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Maga ♥ Maps

Why do we love maps?

We love maps because of where they come from, what they show us and, how they shape the way we think.   At Maga, we use a system of graphic representations, analytics, research and design to instill visual communication through design.  The mapping process we use was created in 2006 by Scott Williams, our CEO, who saw visual mapping as an under utilized problem solving tool for organizations in an economy who was focusing more and more on visual design and graphics.  With origins in the military and branding, he developed the strategic thinking process that has morphed into Maga Design.

Here at Maga we utilize information graphics on a deeper level.  We take on multifaceted problem solving and spider-webbed corporate flows, applying the use of visual thinking through metaphors and story telling to create entire concepts that engage employees.

We like to merge this depth of knowledge and disentanglement of corporate policies with design.

Why maps you may ask? Maps are a universal medium for communication.  The history of map making can be traced back to 8,000 years ago; visualizations are even older at over 30,000 years.  When cavemen drew hunting images and traced their hands on the walls of caves they were still creating a message.  Maps are a continuation of these messages.  Maps are understood across all cultures and languages, and have been a part of every great empire from Babylon to China, Greece to Rome.   They have always stood for advancement and knowledge, and Maga is determined to keep the history of paving the way for new understanding, ideas and development at the forefront of what we do.  Today, maps have moved from conveying pure geography to a medium of information of all shapes and sizes.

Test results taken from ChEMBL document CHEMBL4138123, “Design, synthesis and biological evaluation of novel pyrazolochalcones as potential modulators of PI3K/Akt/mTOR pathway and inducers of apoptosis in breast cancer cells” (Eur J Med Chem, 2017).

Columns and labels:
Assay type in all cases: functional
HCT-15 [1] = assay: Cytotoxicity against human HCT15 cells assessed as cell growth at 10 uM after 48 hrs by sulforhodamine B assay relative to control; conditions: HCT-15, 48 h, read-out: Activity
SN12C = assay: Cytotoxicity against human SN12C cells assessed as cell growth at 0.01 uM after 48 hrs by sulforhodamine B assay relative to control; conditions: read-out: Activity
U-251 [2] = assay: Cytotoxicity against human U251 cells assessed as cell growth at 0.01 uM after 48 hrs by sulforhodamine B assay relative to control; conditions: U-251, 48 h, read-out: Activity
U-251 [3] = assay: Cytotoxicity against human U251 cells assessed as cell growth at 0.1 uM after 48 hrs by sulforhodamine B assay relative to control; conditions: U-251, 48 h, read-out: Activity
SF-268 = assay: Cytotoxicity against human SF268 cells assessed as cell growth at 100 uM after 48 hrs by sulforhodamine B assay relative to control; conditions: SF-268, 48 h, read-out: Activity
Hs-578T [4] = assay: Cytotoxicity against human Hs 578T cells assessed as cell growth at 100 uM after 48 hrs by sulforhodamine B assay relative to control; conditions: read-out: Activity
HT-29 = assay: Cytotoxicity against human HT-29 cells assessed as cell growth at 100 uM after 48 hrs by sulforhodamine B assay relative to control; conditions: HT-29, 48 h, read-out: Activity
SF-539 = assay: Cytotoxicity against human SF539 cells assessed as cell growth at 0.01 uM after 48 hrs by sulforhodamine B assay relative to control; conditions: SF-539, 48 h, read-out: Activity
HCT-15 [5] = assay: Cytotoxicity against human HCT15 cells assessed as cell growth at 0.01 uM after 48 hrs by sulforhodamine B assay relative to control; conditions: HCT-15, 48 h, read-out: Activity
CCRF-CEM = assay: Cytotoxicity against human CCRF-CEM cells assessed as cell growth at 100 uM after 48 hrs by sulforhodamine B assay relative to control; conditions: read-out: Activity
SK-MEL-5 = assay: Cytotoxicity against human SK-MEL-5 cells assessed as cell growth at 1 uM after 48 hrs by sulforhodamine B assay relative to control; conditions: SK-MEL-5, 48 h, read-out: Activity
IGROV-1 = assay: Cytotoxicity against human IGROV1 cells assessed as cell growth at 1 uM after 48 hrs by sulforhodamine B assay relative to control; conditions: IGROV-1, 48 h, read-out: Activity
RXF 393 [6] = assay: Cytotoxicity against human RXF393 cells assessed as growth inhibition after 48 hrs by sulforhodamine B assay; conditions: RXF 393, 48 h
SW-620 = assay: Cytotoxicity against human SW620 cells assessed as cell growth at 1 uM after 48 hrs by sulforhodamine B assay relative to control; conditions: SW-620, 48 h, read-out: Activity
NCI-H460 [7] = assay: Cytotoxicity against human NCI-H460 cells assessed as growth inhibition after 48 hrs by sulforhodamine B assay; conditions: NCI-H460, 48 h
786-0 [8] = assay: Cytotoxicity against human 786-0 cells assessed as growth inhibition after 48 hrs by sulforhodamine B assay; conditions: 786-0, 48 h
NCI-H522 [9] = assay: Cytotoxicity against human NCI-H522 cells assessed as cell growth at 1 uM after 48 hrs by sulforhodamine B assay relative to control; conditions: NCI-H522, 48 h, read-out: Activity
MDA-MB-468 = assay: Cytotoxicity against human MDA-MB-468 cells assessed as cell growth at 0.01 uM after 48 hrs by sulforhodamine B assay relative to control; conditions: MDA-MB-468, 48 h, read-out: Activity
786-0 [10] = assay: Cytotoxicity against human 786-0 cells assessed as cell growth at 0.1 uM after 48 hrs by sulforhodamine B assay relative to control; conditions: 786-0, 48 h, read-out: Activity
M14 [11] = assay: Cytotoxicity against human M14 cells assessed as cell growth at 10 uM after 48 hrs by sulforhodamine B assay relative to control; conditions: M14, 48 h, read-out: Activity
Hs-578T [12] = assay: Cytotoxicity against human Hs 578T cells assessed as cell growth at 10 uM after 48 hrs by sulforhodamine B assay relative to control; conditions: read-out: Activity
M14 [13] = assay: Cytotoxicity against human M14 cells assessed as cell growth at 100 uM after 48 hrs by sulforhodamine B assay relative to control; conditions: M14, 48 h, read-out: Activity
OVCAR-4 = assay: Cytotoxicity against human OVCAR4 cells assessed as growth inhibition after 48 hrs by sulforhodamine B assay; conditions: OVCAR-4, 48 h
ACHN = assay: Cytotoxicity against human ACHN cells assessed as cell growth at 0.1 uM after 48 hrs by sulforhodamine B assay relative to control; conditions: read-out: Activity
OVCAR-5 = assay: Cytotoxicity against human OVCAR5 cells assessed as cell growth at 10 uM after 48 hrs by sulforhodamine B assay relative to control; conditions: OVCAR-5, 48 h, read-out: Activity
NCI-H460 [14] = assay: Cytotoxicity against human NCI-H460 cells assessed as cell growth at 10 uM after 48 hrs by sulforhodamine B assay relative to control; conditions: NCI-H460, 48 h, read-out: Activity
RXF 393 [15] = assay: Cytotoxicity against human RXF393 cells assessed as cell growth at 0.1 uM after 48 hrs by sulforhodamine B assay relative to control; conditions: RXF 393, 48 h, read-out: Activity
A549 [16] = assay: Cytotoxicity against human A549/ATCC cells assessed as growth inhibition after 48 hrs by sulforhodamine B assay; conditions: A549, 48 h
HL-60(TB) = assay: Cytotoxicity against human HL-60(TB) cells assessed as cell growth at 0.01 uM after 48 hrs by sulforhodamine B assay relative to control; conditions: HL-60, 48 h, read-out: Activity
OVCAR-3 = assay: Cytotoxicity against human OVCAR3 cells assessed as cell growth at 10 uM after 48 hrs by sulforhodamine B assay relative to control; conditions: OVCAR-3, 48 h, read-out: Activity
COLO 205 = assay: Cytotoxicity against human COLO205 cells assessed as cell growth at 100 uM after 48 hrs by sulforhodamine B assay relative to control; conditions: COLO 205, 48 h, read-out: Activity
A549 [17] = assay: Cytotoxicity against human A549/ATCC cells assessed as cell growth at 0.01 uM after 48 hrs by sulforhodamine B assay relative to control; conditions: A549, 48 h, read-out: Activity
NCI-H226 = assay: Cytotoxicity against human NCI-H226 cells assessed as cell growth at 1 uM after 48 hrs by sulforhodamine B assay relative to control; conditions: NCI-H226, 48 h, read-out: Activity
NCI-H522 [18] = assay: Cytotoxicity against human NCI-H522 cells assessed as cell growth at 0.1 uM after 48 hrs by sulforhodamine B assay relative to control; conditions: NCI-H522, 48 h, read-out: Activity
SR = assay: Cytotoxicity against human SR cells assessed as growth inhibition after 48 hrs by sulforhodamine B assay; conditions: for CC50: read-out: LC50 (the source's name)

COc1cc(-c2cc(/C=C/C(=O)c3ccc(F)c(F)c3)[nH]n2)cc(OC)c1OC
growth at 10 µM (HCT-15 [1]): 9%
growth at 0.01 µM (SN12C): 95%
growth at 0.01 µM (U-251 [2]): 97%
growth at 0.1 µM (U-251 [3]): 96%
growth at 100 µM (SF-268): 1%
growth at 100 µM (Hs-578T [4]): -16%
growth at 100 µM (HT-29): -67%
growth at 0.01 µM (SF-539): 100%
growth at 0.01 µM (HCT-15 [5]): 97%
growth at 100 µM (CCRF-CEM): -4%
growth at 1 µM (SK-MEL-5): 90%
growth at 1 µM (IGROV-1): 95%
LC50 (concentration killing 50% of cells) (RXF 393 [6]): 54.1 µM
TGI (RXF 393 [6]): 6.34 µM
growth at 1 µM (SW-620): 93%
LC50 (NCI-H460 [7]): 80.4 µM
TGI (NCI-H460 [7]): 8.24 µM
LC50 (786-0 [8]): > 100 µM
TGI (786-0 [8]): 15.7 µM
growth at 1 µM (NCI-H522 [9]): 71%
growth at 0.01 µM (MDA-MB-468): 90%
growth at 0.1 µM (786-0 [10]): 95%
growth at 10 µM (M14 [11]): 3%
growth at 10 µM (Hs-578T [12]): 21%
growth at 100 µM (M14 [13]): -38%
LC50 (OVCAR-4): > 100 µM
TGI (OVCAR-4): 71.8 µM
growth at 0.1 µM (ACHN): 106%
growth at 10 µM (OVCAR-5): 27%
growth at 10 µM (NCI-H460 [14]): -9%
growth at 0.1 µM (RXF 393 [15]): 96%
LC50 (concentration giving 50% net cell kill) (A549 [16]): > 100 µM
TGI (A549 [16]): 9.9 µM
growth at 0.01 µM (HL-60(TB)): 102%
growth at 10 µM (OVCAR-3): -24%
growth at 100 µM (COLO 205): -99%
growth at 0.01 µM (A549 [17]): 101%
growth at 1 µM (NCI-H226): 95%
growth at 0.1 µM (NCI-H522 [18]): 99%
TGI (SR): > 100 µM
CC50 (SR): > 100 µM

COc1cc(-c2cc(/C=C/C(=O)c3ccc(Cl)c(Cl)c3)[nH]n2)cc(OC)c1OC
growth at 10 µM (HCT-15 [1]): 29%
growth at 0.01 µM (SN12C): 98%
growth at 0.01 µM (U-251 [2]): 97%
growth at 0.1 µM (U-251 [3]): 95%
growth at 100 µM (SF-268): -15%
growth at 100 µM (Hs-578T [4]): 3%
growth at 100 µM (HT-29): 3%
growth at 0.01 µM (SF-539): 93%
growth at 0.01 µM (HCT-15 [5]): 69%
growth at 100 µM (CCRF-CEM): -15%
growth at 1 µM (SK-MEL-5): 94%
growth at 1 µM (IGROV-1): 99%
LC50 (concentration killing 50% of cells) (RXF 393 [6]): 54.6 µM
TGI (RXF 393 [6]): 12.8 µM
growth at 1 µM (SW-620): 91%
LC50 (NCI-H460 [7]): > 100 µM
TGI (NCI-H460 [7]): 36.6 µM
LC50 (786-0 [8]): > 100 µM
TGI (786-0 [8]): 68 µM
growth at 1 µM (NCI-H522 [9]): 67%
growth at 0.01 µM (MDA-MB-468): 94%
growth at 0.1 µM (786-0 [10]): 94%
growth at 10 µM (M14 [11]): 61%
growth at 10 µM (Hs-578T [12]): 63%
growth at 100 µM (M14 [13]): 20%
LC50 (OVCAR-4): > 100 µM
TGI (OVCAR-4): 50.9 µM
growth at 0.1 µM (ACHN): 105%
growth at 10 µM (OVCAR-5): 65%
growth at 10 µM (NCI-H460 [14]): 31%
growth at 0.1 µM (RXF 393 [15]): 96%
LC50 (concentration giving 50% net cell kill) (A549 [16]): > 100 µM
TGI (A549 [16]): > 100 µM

Image Via: VirtualTourist

To take a complex idea, like a company, and analyze and understand the data and to a degree necessary to then translate that information density into a visual concept involves numerous facets of design.  Words, data, colors, fonts, spacing, positioning, layouts, and shapes are all important factors in a mapping environment.

The process of mapping originated with explorers in the truest sense when people like Ferdinand Magellan and Amerigo Vespucci made a physical journey across the world in search of new lands and adventures.  Along the way their cartographers measured, mapped and created a design of the shape of the world and the natural wonders it held.

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Today, we take those ideals and apply them to an over communicated market place to create simplicity.

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